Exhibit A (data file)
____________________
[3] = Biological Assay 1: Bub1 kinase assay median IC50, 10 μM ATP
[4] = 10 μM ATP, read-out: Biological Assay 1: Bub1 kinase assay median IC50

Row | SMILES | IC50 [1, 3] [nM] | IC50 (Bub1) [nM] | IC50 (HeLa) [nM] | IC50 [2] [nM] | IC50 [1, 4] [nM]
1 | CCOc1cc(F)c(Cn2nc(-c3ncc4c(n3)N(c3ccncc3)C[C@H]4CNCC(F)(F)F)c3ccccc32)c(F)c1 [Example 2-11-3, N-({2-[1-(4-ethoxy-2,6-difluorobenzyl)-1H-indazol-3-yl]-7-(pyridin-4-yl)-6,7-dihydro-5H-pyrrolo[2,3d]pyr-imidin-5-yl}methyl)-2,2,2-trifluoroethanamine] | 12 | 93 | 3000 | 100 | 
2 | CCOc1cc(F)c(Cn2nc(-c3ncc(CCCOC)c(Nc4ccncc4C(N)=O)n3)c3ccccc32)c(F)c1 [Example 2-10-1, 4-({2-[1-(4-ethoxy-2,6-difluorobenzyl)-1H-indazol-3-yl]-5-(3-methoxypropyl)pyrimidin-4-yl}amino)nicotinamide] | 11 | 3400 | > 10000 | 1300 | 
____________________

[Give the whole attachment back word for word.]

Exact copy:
[3] = Biological Assay 1: Bub1 kinase assay median IC50, 10 μM ATP
[4] = 10 μM ATP, read-out: Biological Assay 1: Bub1 kinase assay median IC50

Row | SMILES | IC50 [1, 3] [nM] | IC50 (Bub1) [nM] | IC50 (HeLa) [nM] | IC50 [2] [nM] | IC50 [1, 4] [nM]
1 | CCOc1cc(F)c(Cn2nc(-c3ncc4c(n3)N(c3ccncc3)C[C@H]4CNCC(F)(F)F)c3ccccc32)c(F)c1 [Example 2-11-3, N-({2-[1-(4-ethoxy-2,6-difluorobenzyl)-1H-indazol-3-yl]-7-(pyridin-4-yl)-6,7-dihydro-5H-pyrrolo[2,3d]pyr-imidin-5-yl}methyl)-2,2,2-trifluoroethanamine] | 12 | 93 | 3000 | 100 | 
2 | CCOc1cc(F)c(Cn2nc(-c3ncc(CCCOC)c(Nc4ccncc4C(N)=O)n3)c3ccccc32)c(F)c1 [Example 2-10-1, 4-({2-[1-(4-ethoxy-2,6-difluorobenzyl)-1H-indazol-3-yl]-5-(3-methoxypropyl)pyrimidin-4-yl}amino)nicotinamide] | 11 | 3400 | > 10000 | 1300 | 